How to achieve swag/life balance

As designers, we have a responsibility to the planet.
As designers, we have to pay the bills.

How can we deliver for our clients without having to print their logos on lanyards? It’s a challenge many designers and agencies face. We grapple with how to create meaningful, useful things to amplify our clients’ presence in the places they need to be. This isn’t limited to ethical swag. It means reckoning with whether our clients need swag in the first place, which can be more challenging than trying to solve a ‘Your Logo Here’ Rubik’s cube. But it can also be a fantastic creative challenge, as we find new ways to tell a company’s story. How to start the process? We have some ideas:

Let the Client Own it

Clients know what good quality is, and understand the value in making fewer, nicer things. They can answer the questions that matter, and decide for themselves how to best represent their brand. Ask:

  • Would someone not affiliated with your organization or company want this?
  • Does the item elevate or lower your brand?
  • Is it likely that the intended recipient already has this item?
  • Is there a better way to promote your brand?

There are so many examples of companies doing great things to promote themselves that don’t involve discount water bottles. It’s just a matter of finding the example that will resonate most. How about a digital coffee coupon? A sponsored podcast? An interpretive dance? A promise never to do an interpretive dance?

Research tells us that giving your customers the ability to offer something to someone else is even more valuable than just giving them something. What’s better than a free coffee? A free coffee you can gift to someone else! The idea that a branded item will last longer in the client’s memory is also unfounded: A good experience can live on in the minds’ of members or customers long after the swag has worn out.

A pennant that reads 'I Don't Want No Swag'

Future Perfect

The future of swag is precarious. As we begin to charge producers for the full environmental cost of their products, the cost of these products will begin to rise. The days of unfathomably cheap knock-off Swell bottles are numbered. How do we prepare ourselves and our clients for this healthier future? For the sake of the planet, designers have a responsibility to illuminate these impending realities for our clients, to show them that there are innovative ways to live in customers’ minds, without wasting valuable resources, and producing stuff no one wants or needs. Making these ideas salient to clients has the power to help them establish a path for transforming their brand marketing.

Make it Unique and Valuable

It’s only a piece of paper, but our visual guide to everyone at an event was our way of giving the attendees of a TEDxToronto Innovators dinner something truly memorable, and useful. The same goes for our Pilot holiday cards. If we’re going to use paper, we want our clients and colleagues to want to hang that paper on the wall. It’s okay to make stuff sometimes. The key is to make something lasting, durable, and keepable.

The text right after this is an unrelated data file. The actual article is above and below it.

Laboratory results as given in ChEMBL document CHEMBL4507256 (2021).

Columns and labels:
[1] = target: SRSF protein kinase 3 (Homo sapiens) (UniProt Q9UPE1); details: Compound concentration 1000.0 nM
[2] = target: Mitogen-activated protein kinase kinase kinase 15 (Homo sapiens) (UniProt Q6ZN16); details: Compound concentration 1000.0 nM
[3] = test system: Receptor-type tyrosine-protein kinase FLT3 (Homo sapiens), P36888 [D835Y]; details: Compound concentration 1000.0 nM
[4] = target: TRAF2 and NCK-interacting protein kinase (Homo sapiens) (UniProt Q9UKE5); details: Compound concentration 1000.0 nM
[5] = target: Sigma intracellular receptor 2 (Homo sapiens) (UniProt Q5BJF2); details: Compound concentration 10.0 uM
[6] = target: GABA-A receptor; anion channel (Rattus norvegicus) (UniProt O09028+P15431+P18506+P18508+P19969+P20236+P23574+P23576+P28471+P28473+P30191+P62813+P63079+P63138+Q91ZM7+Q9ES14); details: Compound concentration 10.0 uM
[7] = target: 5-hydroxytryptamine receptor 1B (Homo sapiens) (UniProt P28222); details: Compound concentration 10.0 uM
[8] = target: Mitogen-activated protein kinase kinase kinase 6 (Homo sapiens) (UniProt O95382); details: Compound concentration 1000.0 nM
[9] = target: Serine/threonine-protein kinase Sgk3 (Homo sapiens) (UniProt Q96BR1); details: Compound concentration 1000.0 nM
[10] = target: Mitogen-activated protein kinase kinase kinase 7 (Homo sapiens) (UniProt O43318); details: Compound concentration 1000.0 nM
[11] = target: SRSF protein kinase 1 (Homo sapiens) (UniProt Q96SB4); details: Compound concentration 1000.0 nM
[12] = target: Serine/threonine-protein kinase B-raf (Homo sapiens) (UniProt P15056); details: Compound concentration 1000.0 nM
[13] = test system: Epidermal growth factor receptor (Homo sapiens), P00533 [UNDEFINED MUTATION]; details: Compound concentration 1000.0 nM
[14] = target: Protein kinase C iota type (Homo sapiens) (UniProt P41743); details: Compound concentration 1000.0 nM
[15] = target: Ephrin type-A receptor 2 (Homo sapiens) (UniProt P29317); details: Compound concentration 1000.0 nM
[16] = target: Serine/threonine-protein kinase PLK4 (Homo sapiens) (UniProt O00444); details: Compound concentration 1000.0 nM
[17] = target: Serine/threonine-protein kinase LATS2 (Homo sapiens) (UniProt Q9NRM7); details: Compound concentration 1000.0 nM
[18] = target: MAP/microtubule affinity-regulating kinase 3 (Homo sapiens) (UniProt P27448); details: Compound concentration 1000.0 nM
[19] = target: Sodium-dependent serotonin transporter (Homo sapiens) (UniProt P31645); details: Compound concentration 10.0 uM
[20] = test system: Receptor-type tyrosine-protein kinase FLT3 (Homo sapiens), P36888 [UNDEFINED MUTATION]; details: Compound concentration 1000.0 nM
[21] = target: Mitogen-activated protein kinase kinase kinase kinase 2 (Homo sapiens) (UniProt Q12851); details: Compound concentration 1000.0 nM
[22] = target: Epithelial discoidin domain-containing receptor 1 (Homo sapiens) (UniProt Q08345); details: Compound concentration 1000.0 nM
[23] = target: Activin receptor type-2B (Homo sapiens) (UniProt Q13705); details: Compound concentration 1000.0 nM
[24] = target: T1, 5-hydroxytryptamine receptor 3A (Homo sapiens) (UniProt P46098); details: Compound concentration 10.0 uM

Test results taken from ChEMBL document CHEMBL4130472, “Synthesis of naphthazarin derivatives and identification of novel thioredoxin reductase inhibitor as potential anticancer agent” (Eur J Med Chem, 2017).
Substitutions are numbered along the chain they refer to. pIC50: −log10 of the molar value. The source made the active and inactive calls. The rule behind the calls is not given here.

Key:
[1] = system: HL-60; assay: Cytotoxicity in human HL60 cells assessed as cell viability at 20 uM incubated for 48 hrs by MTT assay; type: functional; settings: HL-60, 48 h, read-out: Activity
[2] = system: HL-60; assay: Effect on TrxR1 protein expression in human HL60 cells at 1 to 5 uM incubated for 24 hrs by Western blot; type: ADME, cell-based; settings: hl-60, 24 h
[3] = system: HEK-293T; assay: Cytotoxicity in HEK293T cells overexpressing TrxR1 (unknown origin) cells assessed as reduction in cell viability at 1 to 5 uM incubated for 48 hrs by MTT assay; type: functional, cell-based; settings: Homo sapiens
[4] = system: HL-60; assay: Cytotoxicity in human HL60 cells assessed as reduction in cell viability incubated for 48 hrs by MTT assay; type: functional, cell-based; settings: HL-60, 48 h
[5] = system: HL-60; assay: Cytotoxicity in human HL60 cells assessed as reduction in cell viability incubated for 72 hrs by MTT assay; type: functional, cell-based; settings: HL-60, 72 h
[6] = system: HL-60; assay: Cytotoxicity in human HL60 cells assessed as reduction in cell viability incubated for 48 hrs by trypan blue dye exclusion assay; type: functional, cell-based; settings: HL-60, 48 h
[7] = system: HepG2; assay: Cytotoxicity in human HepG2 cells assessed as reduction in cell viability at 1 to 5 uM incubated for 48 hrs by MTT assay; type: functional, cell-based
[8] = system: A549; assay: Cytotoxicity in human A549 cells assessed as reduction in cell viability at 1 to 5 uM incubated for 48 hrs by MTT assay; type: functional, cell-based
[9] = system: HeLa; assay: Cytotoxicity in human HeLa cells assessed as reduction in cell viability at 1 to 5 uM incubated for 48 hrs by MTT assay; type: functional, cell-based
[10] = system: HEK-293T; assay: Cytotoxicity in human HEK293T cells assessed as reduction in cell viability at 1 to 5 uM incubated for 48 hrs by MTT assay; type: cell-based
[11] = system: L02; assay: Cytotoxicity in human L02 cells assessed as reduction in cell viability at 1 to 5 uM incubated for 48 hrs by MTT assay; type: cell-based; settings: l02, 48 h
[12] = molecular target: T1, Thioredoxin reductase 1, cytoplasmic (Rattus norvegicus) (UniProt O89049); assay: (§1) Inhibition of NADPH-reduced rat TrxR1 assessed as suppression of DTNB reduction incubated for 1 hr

A picture of a card with 100 drawings on it.

Save Big, Win Hearts

Large amounts of things cost large amounts of money. An event, a donation, a blog post, an email that explains your company’s decision to go swagless can win customer hearts without a big spend. What’s more, people are thankful to not be burdened with stuff they don’t want. I recently tried to gently refuse the referral gift my dentist effusively bestowed upon me, without success. It’s a not very nice mug in a not very nice tote bag that I will never use, and now have to get rid of it.  My dentist might as well have lit money on fire and then handed me an extinguisher. Designers can’t let clients waste money on garbage.

We Both Like Soup

The Stuff Solution hinges on our fundamental humanity. Clients want things because things make a brand feel real. It’s about finding something that everyone values. How can you offer something (an experience, a gift certificate, a message) that feels authentic and universal? Find common ground, and build from there. And when you do send stuff, make it deeply thoughtful and highly personalized.


Here’s a challenge: Encourage clients to pledge themselves to a swag-free marketing plan, and help hold them accountable. They can talk this challenge up internally, and amplify it externally. Everyone loves a commitment, a pledge, a challenge, and a good narrative. Help your clients find their stuffless story! And help them convey this story transparently and engagingly.

Tote bag that reads, "this is my 39th favourite tote."

None of this is easy. It’s hard to say no to free hoodies. It’s harder yet to convince paying clients to say no to free hoodies. But as designers, thinkers, and citizens of the earth, it’s the stuff of our work. Has swag/life balance been a challenge for you? Let’s talk about it.